Famed science-fiction writer Ib Melchior's "The Time Travelers" is a low-budget, 1964 reply to George Pal's highly acclaimed adaptation of H.G. Wells' "The Time Machine". (The knock-off was produced by Samuel Z. Arkoff and Bill Redin for AIP, as part of its long line of imagi-movies.) Like the Wells classic, "Time Travelers" has proven most influential on the pop-cultural scene, due to its use of a portal as a means of trekking through time. In truth, "Time Travelers" is the basis for Irwin Allen's popular "Time Tunnel" series, as well as the feature-length "Journey To the Center of Time". Its portal concept has also found its way into "Austin Powers: Goldmember" and has clearly influenced the teleportation premise in "Stargate".
Melchior's plot centers on a group of scientists who trigger an actual jaunt into the future (the year 2071, to be precise) and find that the window of their laboratory has amazingly "melted" away, allowing them to enter a strange, new world.
The crew consists of Steve Connors (Philip Carey); Erik von Steiner (Preston Foster); Carol White (Merry Anders) and giving the adventure a touch of comic relief, technician/electrician Danny McKee (Steve "Dobie Gillis" Franken). They are an affable and credible group, respectful of their work and concerned for the consequences it's spawned. They're also understandable apprehensive of the harsh predicament in which they find themselves.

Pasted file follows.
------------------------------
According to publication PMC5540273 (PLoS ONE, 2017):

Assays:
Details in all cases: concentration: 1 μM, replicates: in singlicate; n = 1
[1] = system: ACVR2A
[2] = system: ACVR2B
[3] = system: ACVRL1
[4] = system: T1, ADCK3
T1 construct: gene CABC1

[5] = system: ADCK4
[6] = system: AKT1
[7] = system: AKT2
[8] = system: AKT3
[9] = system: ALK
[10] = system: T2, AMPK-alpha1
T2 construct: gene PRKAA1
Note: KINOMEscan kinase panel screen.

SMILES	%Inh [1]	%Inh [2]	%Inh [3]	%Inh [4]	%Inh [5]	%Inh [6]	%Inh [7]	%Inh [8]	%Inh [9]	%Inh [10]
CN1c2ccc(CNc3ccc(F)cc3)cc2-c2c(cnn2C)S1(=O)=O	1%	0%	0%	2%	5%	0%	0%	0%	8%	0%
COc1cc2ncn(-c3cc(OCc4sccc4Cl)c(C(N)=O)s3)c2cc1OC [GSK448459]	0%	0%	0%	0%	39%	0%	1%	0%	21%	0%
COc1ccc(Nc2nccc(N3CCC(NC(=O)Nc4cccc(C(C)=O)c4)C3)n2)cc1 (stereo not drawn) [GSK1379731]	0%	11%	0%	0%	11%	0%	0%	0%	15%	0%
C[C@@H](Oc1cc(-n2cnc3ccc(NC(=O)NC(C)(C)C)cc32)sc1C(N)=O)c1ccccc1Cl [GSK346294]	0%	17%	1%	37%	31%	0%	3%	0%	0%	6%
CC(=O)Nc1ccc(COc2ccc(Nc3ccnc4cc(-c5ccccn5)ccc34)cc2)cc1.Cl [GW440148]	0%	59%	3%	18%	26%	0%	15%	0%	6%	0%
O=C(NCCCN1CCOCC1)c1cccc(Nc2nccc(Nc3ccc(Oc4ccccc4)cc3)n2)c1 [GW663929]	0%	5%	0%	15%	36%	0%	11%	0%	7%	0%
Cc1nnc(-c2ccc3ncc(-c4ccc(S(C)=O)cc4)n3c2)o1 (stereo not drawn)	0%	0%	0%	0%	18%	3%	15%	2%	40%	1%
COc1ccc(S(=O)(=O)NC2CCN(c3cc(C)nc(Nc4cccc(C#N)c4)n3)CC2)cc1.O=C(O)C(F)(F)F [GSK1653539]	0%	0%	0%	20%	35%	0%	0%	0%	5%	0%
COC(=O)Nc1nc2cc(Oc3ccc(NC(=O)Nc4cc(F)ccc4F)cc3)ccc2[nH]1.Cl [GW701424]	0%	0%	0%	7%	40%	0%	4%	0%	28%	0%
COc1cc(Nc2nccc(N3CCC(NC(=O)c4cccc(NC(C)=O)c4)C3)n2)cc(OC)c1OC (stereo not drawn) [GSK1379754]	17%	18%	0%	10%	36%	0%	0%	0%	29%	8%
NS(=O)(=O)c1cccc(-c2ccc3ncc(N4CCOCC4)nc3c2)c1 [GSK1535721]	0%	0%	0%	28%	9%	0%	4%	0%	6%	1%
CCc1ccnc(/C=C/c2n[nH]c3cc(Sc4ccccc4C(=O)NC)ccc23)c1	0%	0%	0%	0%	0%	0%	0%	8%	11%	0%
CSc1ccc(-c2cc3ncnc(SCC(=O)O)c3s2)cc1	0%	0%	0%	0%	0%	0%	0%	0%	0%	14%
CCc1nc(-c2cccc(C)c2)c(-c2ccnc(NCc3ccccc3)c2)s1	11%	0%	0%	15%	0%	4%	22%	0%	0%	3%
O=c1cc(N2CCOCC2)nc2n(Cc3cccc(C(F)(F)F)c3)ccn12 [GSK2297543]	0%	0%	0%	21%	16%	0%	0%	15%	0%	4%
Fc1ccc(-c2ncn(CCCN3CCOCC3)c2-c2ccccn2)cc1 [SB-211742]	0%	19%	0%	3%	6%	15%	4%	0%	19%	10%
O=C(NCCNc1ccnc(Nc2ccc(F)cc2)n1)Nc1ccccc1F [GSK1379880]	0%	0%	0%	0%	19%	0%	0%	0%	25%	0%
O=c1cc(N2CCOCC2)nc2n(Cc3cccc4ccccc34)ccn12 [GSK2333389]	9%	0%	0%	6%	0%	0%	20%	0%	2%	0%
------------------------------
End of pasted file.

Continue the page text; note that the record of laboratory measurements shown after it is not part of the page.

Initially, the landscape of the futuristic world appears desolate, but soon the travelers are tracked by angry mutants: quasi-Morlock types, who unlike the famed creatures that inspired them, maraud in the daylight. Also, as the scientists' luck would have it, their portal (which is otherwise conveniently visible after they depart their lab) vanishes. To avert the mutants, they seek refuge in a cave and are granted access to an underground city, where non-mutant humans and androids reside.
The underground realm is presided by Dr. Varno (John Hoyt of "Man with the X-Ray Eyes" and "Star Trek'"s "Cage"/"Menagerie"). Varno reveals that his people are completing a spacecraft that will deliver them to Alpha Centauri via suspended animation: safe and secure from Earth's dire aftermath of nuclear war.
Though Varno's intent is admirable, the belligerent mutants are dead set on thwarting it (and perhaps, we eventually learn, with some justifiable cause). To complicate matters, our intrepid travelers are rejected by Varno's council to accompany them on their interstellar flight, (influenced mostly by a cantankerous overseer portrayed by "Dark Shadow'"s Dennis Patrick). This leads the group no other choice but to devise a new portal, in hopes of returning to their original place in time. Alas, their efforts result in confounding consequences and a most unique (if not harrowing) ending.
Melchior's direction is competently paced, and though the film has tell-tale signs of its confined budget, Vilmos ("Close Encounters of the Third Kind") Zsigmond's cinematography thwarts any potential, visual restrictions. On another positive note, the film offers a beloved cameo by Forrest J Ackerman, legendary editor of "Famous Monsters of Filmland": a big treat to fans at the time of the film's release (and still enchanting to those who remain in the know).
Beyond a few moments of insinuated titillation, "Time Travelers" is essentially G-rated material and will more than suffice for a carefree weekend view, which is how many of us experienced it as youngsters during the '60s and '70s.
Unquestionably, this quaint exercise is a fine way to occupy one's time: a humble yet stellar excursion, which in addition to espousing a grim "Planet of the Apes" type warning on nuclear destruction, predominately spins a speedy spree of colorful fun!